KDKA-TV news covered the flow of southerners who have decided to put down new roots and call Pittsburgh home thanks to the natural gas industry. Range Resources Completions Engineering Manager Rodney Archibeque, and his family are featured in the story.
See the full video below. KDKA Reporter Andy Sheehan interviewed the Archibeques.
Oil and gas workers from Texas, Oklahoma and Louisiana have come up to Western Pennsylvania for work.
And while some have come and gone, the industry says a growing number have put down roots.
“I went to my first frack job when I was about 5 years old,’ said Rodney Archibeque.
Rodney has kicked around gas and oil patches all of his life in, and around, College Station, Texas, where he graduated with an engineering degree from Texas A&M.
But Texas is where Rodney used to live.
“I go back every now and then, but when I’m there I can’t wait to get home,” he said.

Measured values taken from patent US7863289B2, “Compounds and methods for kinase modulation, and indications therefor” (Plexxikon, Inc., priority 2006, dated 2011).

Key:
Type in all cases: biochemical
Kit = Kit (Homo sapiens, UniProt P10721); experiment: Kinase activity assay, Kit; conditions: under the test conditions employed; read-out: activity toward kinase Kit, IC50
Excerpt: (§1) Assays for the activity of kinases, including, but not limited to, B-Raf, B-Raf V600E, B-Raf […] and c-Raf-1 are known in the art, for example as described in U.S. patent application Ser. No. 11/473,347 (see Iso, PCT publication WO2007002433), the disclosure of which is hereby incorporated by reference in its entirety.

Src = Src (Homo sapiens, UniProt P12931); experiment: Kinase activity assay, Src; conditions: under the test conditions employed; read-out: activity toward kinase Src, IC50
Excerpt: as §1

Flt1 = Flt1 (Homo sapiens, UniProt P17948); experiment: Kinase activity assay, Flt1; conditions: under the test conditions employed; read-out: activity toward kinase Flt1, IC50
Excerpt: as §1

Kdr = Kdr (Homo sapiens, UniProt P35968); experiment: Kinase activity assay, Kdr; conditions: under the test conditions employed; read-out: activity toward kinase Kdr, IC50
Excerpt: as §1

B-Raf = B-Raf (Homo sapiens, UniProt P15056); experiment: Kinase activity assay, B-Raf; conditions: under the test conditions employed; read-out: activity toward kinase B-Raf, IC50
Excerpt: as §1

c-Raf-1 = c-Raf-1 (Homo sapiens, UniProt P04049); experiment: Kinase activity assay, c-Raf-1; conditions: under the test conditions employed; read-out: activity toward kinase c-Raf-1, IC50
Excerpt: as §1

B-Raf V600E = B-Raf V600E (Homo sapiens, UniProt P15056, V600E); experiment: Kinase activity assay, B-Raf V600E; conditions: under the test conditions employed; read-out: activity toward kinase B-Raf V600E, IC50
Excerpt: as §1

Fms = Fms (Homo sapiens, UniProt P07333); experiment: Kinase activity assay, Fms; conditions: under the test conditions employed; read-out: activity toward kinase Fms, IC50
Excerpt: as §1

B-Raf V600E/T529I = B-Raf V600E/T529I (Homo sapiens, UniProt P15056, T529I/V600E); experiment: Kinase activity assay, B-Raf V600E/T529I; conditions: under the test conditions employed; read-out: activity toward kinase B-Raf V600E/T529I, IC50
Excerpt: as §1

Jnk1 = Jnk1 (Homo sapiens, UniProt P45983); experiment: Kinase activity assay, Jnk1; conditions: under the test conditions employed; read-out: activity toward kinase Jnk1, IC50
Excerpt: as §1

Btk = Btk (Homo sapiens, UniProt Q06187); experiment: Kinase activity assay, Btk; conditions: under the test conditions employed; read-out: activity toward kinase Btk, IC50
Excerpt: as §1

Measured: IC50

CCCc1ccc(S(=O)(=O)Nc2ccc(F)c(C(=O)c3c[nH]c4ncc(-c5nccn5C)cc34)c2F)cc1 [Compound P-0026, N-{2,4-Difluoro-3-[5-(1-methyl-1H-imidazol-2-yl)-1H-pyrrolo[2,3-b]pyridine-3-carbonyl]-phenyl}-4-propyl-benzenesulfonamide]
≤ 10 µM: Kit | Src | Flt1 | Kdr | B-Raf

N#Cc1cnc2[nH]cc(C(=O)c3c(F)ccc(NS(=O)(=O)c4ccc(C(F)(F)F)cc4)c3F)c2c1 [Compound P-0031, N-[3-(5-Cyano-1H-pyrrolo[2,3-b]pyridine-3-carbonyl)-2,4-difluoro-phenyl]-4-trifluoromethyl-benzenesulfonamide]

“Today, home for Rodney is in Eighty-Four, Pa. and his father, mother and sister live close by.
They’ve joined a growing legion of transplanted Texans, Oklahomans and Louisianans who have decided to stay put.
“I love it up here,” said Rodney. “I love the hunting, I’m big into out doors. Love going to my brother-in-law’s farm and hauling hay in the summer.”
…the shale gas industry says it’s created more than 200,000 jobs in the state. While about 70 percent of those jobs are filled with native Pennsylvanians,
Regional Employment Facts
The latest Pennsylvania Department of Labor & Industry Marcellus Fast Facts says:
- For 2014: Marcellus Shale related industries total employment is 243,033
- The average wage in the core industries was about $93,000 which was approximately $43,200 greater than the average for all industries.
A Marcellus Shale Coalition study found:
- More than 70% of new hires in the natural gas industry were from Pennsylvania.
- 93% of Marcellus Shale hires in the region are residents of Pennsylvania, West Virginia, Ohio, Maryland and New York.
Pittsburgh Post-Gazette: Marcellus Shale helping region’s economy
Pittsburgh Business times reported: “between 2005 and 2012 almost 90% of the job growth in Pennsylvania at that time came from oil and gas jobs”
Pittsburgh Tribune-Review reported: Washington County ranked third nationally in job growth, which was fueled by the Marcellus shale.